Reports | June 14, 2011 16:57

Three-way tie in Malmö

Three-way tie in MalmöThe 2011 Sigeman Chess Tournament ended in a three-way tie between Anish Giri, Hans Tikkanen and Wesley So. The three GMs finished on 3/5. Alexei Shirov scored 50%, Nils Grandelius 2/5 and Jonny Hector 1.5/5. Final report with photos and video impressions.

General info

The 19th Sigeman Chess Tournament took place June 9-13 in the City ('Hipp') Theater of Malmö, Sweden. It was organized by the Limhamn Chess Club and like last year, six players played each other in a single round-robin tournament. Last year's winner, 16-year-old Dutchman Anish Giri, defended his title against Alexei Shirov, Wesley So, Jonny Hector, Nils Grandelius and Hans Tikkanen.

The entranceat at Kalendegatan no. 12

The entranceat at Kalendegatan no. 12

Rounds 3-5

As we already mentioned last Saturday, the author of this report travelled to Malmö together with co-editor Arne Moll. The weather was great, and so we not only visited the tournament but we also went for a long walk. We took our camera with us and so we could provide the following video with some impressions of the pleasant town of Malmö.

(For anyone who missed our first report: the students at the start of the video were celebrating their graduation.)

After two rounds of the five rounds Anish Giri, Wesley So and Hans Tikkanen were sharing the lead with 1.5/2, followed by Alexei Shirov (1), Johnny Hector (0.5) and Nils Grandelius (0). On Saturday the top encounter between Shirov and Giri was scheduled, and so Arne and me decided to postpone our plans to visit Copenhagen by one day.

After the expected moves 1.e4 e5, Shirov avoided Giri's Petroff Defense by playing 2.Bc4. However, it was the Latvian who needed some time on the clock at move 5 already, when Giri gave a check with the bishop. The idea - not new by the way - was to provoke c2-c3 in a position where White wants to play his knight to c3.

Shirov's decision to swap on d5 and continue with 11.c4!? was slightly surprising, and probably a way to create a real fighting game. Giri had some problems to solve and ended up in an endgame a pawn down, but the Dutchman's 30...g6!? confused Shirov a bit (he had expected 30...g5) and soon he lost his advantage.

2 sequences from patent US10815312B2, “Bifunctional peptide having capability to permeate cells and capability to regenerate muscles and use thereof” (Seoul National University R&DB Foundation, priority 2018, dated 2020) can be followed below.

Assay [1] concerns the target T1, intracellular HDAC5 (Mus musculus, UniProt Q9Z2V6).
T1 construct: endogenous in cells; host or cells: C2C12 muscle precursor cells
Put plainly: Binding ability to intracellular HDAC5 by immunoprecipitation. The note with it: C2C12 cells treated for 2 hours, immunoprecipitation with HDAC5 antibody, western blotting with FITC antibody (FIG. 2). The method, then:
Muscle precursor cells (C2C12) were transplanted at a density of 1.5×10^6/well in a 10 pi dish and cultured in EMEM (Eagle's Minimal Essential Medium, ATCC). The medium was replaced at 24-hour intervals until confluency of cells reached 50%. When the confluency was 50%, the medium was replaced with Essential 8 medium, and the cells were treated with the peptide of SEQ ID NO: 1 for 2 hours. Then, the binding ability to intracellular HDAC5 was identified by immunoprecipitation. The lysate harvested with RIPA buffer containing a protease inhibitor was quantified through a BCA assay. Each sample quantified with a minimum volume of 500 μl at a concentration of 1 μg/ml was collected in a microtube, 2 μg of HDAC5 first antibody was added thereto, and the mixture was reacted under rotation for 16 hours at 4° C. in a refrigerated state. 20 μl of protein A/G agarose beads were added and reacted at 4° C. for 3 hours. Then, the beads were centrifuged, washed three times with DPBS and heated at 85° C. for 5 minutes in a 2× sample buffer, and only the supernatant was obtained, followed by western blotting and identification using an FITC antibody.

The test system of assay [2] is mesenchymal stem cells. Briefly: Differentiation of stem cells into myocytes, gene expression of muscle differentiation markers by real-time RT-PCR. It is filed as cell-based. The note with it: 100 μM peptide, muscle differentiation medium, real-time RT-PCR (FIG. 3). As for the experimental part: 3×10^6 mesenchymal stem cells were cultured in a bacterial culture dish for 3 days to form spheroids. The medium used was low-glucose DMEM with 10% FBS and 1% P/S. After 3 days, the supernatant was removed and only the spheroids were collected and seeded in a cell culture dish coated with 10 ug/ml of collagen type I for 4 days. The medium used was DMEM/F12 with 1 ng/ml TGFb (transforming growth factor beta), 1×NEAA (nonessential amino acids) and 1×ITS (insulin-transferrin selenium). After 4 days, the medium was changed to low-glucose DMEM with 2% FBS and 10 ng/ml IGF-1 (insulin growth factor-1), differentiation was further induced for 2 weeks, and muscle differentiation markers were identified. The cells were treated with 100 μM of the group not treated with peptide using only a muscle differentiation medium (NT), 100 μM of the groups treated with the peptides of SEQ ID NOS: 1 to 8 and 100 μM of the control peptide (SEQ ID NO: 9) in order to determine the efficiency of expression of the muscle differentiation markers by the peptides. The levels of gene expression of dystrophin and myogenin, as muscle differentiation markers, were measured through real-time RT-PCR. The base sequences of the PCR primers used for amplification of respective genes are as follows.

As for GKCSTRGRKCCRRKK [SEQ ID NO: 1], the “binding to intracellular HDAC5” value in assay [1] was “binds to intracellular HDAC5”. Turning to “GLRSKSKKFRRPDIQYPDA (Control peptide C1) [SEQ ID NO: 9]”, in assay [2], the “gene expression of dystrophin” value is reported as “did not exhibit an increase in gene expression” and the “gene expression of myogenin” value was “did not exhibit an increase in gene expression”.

Giri and Shirov analysing their game

Giri and Shirov analysing their game

Hans Tikkanen played the Exchange Variation against Wesley So's Queen's Gambit Declined. A standard position was reached in which knight on g3 looked a bit weird (it made Black's break d5-d4 much easier), but it did allow White to gain the bishop pair thanks to the Ng3-f5 possibility. This was not enough to create serious winning chances.

The longest and most interesting game was played between Nils Grandelius and Jonny Hector. Slightly under pressure in an endgame, Hectore played a dangerous exchange sacrifice in return for two passed pawns. Eventually this led to an interesting endgame where Hector had a bishop, a knight and a pawn against a rook and a pawn for Grandelius.

While Alexei Shirov and his wife were waiting, together with Hector's wife, for him to finish - to have dinner together - Hector tried everything he could find to win the position. When the time began running out (in Malmö the classic time control of two hours + one hour + half an hour without increment was used), he gave up the winning attempts at move 101. There was a way to win the white pawn, as GM Stellan Brynell pointed out, but then it would have taken many more moves to win the game (in fact more than fifty with perfect defence...)

The three boards in the playing hall

The three boards in the playing hall

On Sunday night Johan Sigeman updated his status on Facebook with 'Sweden vs Rest of the World 2-1 today!!' Tikkanen and Hector drew their games, while Grandelius won his first.

Against Shirov, Tikkanen defended himself with a line popularized by Ivan Sokolov (who, incidentally, celebrated his birthday on that day). Shirov got a space advantage but Black's position was very solid. Just when Shirov seemed to be cashing the full point, Tikkanen went for an exchange sacrifice that was enough to draw the game.

Giri and Hector followed the first-round game between Shirov and Hector for a while. At move 12 Hector deviated and the game got quite interesting. Giri won a pawn but in return Hector had very active pieces. In timetrouble Hector played some inaccuracies which led to an ending with an extra pawn for Giri, but it was never winning.